THAT CALLAHAN SPUNK by Francis Ames

THAT CALLAHAN SPUNK

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KIRKUS REVIEW

This story of a New England family's first year as homesteaders in the Montana badlands at the turn of the century is told by the young son. Once the reader gets past the unsophisticated, guileless tone of the narrative, this series of vignettes-- killin' my first coyote, ropin' my first calf, survivin' my first mistakes in a whoppin' blizzard--becomes an affecting story of the fortitude and innocence of pioneers who lived not so long ago in our distant past. It is deficient in philosophical vibrations and long on ""hoss-sense,"" which means that it may not be for those who have attained their age of reason. But for others who are studying the westward expansion in the early part of this century and would like some simple, first-hand knowledge of what it was like (probably most schoolboys under seventeen and adults who would like to spend a nostalgic penny) this must be the book.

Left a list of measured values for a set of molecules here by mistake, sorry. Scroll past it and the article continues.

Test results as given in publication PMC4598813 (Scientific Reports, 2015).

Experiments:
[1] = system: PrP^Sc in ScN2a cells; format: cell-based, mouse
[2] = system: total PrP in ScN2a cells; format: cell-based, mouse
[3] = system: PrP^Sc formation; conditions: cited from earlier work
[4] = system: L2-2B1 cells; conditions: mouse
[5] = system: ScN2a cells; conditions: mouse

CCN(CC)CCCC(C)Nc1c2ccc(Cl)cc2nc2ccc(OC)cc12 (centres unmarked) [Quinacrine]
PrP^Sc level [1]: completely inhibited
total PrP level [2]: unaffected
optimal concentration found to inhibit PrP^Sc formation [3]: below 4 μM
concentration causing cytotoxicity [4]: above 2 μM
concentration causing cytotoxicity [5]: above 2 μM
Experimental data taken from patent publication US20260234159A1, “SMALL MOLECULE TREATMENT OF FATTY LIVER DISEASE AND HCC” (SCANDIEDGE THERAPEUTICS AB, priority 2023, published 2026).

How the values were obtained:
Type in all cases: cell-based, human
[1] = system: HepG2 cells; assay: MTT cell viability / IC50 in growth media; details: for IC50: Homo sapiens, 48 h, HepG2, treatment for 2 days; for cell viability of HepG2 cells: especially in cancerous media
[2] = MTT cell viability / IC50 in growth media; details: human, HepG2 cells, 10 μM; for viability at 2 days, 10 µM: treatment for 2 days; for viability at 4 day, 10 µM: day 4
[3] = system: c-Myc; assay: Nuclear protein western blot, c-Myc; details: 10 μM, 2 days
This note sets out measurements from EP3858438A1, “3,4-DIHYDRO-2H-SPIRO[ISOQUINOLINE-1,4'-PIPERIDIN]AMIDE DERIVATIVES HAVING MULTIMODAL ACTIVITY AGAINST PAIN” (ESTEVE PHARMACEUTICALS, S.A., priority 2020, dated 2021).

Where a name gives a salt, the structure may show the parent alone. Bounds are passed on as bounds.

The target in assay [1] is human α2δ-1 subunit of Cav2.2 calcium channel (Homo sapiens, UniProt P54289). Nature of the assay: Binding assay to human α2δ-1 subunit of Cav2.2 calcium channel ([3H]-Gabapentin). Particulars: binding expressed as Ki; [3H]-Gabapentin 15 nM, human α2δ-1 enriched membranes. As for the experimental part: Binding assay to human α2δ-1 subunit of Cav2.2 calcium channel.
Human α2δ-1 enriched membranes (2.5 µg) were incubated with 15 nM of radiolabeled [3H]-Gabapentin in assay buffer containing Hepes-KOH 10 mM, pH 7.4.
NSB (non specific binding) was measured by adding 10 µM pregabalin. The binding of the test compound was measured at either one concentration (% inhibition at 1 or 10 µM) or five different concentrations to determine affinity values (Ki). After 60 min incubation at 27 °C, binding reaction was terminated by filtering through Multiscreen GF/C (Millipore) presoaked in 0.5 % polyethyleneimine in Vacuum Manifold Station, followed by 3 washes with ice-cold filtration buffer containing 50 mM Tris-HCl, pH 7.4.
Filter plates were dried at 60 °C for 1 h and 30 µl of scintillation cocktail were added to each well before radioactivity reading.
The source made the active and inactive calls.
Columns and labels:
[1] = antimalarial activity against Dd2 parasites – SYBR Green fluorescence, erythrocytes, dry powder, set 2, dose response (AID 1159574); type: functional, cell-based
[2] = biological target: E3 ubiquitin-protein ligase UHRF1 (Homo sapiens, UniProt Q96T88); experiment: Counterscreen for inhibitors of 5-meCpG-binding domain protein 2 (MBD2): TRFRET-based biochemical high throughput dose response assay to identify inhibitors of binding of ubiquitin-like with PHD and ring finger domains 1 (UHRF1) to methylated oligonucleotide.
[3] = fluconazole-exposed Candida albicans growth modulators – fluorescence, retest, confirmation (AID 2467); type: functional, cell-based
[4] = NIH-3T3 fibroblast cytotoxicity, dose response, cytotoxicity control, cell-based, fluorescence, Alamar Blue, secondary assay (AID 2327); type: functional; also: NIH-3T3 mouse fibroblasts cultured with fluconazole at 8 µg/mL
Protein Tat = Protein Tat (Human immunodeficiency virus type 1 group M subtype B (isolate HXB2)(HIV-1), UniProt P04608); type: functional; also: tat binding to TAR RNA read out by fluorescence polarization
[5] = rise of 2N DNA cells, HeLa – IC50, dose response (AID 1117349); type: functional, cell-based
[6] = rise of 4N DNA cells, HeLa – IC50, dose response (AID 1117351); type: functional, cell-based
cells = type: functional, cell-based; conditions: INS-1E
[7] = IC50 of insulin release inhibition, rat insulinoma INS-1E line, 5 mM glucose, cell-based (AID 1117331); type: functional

Pub Date: Oct. 15th, 1965
Publisher: Doubleday